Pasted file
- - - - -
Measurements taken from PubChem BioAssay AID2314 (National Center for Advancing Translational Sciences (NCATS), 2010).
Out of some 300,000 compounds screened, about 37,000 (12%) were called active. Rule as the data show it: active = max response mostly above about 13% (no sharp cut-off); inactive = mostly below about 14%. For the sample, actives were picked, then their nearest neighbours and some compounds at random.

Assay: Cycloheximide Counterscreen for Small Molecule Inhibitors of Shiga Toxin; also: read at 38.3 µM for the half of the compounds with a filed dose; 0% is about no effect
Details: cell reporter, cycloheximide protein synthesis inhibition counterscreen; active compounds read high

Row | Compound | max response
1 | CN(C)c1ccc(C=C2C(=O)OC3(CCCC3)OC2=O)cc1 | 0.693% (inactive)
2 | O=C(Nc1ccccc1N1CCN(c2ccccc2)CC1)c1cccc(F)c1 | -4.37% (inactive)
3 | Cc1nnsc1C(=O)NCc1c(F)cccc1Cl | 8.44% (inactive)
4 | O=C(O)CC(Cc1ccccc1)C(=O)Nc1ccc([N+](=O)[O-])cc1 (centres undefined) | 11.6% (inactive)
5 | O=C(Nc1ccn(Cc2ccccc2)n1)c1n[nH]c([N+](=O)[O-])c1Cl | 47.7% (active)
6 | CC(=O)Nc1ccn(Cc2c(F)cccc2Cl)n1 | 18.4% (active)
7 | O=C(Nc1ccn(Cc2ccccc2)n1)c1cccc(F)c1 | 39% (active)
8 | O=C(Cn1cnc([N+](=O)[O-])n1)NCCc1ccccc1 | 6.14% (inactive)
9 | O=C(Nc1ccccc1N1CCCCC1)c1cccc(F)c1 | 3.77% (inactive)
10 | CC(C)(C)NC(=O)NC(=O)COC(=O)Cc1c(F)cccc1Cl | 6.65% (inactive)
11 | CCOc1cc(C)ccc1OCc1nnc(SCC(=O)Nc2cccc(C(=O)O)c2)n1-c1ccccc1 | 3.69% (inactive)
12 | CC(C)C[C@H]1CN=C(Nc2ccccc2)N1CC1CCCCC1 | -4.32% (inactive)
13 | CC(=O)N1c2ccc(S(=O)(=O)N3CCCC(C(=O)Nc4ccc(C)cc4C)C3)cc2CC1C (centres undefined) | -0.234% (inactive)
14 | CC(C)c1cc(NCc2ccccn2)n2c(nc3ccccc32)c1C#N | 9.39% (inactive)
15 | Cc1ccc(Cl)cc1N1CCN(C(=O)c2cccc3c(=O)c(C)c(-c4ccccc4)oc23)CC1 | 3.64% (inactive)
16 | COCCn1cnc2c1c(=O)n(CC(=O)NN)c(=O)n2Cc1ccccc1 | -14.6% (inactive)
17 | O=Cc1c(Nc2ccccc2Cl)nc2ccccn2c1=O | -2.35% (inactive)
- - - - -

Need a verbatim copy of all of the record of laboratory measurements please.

Measurements taken from PubChem BioAssay AID2314 (National Center for Advancing Translational Sciences (NCATS), 2010).
Out of some 300,000 compounds screened, about 37,000 (12%) were called active. Rule as the data show it: active = max response mostly above about 13% (no sharp cut-off); inactive = mostly below about 14%. For the sample, actives were picked, then their nearest neighbours and some compounds at random.

Assay: Cycloheximide Counterscreen for Small Molecule Inhibitors of Shiga Toxin; also: read at 38.3 µM for the half of the compounds with a filed dose; 0% is about no effect
Details: cell reporter, cycloheximide protein synthesis inhibition counterscreen; active compounds read high

Row | Compound | max response
1 | CN(C)c1ccc(C=C2C(=O)OC3(CCCC3)OC2=O)cc1 | 0.693% (inactive)
2 | O=C(Nc1ccccc1N1CCN(c2ccccc2)CC1)c1cccc(F)c1 | -4.37% (inactive)
3 | Cc1nnsc1C(=O)NCc1c(F)cccc1Cl | 8.44% (inactive)
4 | O=C(O)CC(Cc1ccccc1)C(=O)Nc1ccc([N+](=O)[O-])cc1 (centres undefined) | 11.6% (inactive)
5 | O=C(Nc1ccn(Cc2ccccc2)n1)c1n[nH]c([N+](=O)[O-])c1Cl | 47.7% (active)
6 | CC(=O)Nc1ccn(Cc2c(F)cccc2Cl)n1 | 18.4% (active)
7 | O=C(Nc1ccn(Cc2ccccc2)n1)c1cccc(F)c1 | 39% (active)
8 | O=C(Cn1cnc([N+](=O)[O-])n1)NCCc1ccccc1 | 6.14% (inactive)
9 | O=C(Nc1ccccc1N1CCCCC1)c1cccc(F)c1 | 3.77% (inactive)
10 | CC(C)(C)NC(=O)NC(=O)COC(=O)Cc1c(F)cccc1Cl | 6.65% (inactive)
11 | CCOc1cc(C)ccc1OCc1nnc(SCC(=O)Nc2cccc(C(=O)O)c2)n1-c1ccccc1 | 3.69% (inactive)
12 | CC(C)C[C@H]1CN=C(Nc2ccccc2)N1CC1CCCCC1 | -4.32% (inactive)
13 | CC(=O)N1c2ccc(S(=O)(=O)N3CCCC(C(=O)Nc4ccc(C)cc4C)C3)cc2CC1C (centres undefined) | -0.234% (inactive)
14 | CC(C)c1cc(NCc2ccccn2)n2c(nc3ccccc32)c1C#N | 9.39% (inactive)
15 | Cc1ccc(Cl)cc1N1CCN(C(=O)c2cccc3c(=O)c(C)c(-c4ccccc4)oc23)CC1 | 3.64% (inactive)
16 | COCCn1cnc2c1c(=O)n(CC(=O)NN)c(=O)n2Cc1ccccc1 | -14.6% (inactive)
17 | O=Cc1c(Nc2ccccc2Cl)nc2ccccn2c1=O | -2.35% (inactive)